Future of D 2.x as stable/bug fix, and what's next for D 3.x
Ola Fosheim Grøstad
ola.fosheim.grostad at gmail.com
Thu Sep 3 16:36:46 UTC 2020
On Wednesday, 2 September 2020 at 14:09:12 UTC, bachmeier wrote:
> being garbage collected. You can use the GC to allocate data in
> @nogc functions, but only if it's returned to a call that was
> made from non- at nogc code.
So you are thinking about context-aware templates, that can query
the properties of the call-chain? That is an interesting idea for
static analysis indeed. Many things to consider though, when you
have concurrency-mechanisms like coroutines.
There are many interesting things can be done to improve memory
management for most languages, but one has to figure out what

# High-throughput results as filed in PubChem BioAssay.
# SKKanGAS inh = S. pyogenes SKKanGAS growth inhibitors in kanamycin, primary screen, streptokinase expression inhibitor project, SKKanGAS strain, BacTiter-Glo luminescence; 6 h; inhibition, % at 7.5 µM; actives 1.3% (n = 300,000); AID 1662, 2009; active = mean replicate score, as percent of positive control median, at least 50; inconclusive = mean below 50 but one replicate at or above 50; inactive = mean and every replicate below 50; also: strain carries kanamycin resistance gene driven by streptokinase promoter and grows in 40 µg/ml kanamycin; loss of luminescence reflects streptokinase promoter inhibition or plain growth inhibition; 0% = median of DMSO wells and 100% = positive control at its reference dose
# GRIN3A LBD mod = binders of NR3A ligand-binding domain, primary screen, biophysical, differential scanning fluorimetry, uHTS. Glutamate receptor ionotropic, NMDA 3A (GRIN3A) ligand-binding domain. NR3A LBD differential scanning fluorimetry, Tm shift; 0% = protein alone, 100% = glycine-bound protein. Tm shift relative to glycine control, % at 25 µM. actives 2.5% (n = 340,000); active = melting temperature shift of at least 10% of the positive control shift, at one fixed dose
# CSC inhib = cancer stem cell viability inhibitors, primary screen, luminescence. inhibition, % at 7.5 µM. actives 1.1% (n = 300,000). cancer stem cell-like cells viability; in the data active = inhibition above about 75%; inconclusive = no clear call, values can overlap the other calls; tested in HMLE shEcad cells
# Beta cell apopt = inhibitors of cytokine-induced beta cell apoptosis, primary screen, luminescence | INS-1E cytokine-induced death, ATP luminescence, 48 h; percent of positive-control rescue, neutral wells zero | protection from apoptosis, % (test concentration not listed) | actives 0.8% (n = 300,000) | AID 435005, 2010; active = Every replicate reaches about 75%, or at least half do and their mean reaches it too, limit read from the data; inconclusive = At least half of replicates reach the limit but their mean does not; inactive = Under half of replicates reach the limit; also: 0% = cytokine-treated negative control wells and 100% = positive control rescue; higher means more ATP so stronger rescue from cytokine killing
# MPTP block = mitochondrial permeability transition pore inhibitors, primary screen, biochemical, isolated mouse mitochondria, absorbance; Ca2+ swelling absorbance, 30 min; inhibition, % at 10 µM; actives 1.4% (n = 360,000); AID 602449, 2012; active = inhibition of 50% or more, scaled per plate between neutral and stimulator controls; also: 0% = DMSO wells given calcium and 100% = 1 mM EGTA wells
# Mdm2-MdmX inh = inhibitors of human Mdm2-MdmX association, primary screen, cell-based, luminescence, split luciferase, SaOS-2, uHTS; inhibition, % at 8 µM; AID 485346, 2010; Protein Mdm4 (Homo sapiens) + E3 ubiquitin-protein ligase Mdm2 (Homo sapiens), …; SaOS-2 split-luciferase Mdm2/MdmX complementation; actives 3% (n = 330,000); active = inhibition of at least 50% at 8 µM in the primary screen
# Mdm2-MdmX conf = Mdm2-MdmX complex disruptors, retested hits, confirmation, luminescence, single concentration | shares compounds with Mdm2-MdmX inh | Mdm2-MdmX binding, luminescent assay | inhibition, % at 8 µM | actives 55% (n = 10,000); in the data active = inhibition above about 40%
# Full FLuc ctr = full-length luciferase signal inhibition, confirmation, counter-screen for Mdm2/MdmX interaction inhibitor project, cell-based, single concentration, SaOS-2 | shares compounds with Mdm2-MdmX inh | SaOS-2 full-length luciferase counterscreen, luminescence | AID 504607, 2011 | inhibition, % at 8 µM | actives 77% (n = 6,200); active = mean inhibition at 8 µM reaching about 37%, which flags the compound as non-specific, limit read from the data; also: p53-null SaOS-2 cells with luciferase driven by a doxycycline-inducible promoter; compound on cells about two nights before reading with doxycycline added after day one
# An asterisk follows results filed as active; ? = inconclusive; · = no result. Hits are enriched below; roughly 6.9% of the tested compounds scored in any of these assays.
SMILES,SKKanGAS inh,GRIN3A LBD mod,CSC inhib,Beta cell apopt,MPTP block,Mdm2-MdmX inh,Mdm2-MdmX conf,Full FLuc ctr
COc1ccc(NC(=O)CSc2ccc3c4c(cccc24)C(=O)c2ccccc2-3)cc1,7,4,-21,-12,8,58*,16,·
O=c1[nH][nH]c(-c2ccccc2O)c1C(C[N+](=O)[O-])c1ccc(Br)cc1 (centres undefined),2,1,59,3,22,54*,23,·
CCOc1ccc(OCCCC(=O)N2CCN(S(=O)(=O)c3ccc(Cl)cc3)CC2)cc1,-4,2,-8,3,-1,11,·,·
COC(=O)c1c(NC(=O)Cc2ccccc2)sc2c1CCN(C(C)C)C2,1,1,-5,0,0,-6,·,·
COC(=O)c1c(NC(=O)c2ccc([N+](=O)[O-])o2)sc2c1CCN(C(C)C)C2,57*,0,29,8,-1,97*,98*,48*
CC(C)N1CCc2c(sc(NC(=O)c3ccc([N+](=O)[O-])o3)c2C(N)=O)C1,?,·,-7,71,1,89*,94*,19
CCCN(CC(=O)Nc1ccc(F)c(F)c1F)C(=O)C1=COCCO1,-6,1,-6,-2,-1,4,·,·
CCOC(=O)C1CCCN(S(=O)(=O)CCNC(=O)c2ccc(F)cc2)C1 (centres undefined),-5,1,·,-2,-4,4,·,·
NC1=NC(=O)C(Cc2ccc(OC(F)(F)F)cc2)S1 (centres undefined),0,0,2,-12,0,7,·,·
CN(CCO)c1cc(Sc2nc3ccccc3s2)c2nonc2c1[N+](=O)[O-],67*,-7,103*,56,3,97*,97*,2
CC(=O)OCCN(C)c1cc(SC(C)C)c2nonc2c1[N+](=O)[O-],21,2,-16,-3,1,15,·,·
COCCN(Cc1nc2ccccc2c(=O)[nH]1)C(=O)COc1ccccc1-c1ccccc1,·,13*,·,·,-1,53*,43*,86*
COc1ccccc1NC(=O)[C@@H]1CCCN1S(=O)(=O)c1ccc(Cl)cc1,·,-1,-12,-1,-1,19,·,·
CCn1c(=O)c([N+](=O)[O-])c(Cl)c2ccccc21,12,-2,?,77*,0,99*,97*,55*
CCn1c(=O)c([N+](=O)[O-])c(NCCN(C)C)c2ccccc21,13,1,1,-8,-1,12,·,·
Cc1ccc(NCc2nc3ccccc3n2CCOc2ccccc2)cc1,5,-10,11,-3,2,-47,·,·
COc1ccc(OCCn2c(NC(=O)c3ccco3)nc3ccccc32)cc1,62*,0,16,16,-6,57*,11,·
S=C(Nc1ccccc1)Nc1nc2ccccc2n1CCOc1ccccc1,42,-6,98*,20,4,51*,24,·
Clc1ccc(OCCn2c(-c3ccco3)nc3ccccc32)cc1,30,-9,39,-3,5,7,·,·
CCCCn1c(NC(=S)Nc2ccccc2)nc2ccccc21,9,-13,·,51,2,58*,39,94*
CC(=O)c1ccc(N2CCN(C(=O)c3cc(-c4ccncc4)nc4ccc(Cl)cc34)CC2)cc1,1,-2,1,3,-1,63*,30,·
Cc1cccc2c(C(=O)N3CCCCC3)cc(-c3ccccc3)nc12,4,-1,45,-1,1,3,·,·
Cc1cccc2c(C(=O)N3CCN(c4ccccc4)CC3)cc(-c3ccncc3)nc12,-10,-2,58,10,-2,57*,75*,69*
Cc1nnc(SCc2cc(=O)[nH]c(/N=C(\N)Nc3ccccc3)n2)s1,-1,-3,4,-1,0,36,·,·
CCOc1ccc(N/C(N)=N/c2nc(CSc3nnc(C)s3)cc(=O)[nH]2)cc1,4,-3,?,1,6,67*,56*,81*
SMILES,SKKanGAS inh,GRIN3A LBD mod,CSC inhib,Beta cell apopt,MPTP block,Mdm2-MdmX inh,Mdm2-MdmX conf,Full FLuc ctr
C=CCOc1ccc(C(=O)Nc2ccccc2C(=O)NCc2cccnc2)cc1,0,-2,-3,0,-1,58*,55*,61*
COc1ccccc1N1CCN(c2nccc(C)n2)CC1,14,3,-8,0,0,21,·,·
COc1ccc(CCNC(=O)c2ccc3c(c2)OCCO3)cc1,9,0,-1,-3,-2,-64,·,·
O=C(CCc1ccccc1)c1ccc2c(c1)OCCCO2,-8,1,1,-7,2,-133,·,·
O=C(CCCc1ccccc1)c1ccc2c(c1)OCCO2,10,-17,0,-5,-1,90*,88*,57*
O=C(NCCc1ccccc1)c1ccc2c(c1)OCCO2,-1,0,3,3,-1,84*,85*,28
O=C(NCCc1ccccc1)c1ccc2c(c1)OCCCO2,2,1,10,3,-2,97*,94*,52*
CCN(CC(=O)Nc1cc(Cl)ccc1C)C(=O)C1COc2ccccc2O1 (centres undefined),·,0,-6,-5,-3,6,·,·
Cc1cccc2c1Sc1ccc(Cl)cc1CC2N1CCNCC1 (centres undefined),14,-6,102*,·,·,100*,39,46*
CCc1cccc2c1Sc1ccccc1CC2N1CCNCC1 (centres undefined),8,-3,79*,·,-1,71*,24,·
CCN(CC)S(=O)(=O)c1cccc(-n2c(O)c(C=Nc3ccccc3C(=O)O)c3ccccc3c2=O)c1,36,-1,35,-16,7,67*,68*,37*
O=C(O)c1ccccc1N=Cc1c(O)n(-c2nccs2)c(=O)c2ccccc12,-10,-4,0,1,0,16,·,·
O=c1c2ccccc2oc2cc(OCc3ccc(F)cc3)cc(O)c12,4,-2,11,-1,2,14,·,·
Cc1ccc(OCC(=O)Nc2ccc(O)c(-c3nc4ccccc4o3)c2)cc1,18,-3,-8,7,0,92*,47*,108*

kind of constraints one are willing to impose on the language! If
anything should be possible (on the low level) then that can
inhibit some nice optimizations. For a GC-language you want to
impose constraints on the language that some might considered
inappropriate for writing and operating system kernel (most
people don't write those, so it is not unreasonable to define
writing kernels as out-of-scope for a language).
E.g. What happens if someone loads the whole file to GC-memory
and then retains a pointer to a tiny slice of it. Can the runtime
know that only that specific slice is "live"? If it can, then it
can release the unused parts surrounding the slice (the big bulk
of allocated memory). Can the runtime prove that there is only
one reference to the slice? Then it can move it (compaction).
But the language semantics has to be hashed out very clearly and
formally to do neat things like that safely (or to do them
You basically need a very clear specification of what low level
actions are defined as creating "undefined behaviour". You
probably also need to introduce some constraints that some users
will object to.
More information about the Digitalmars-d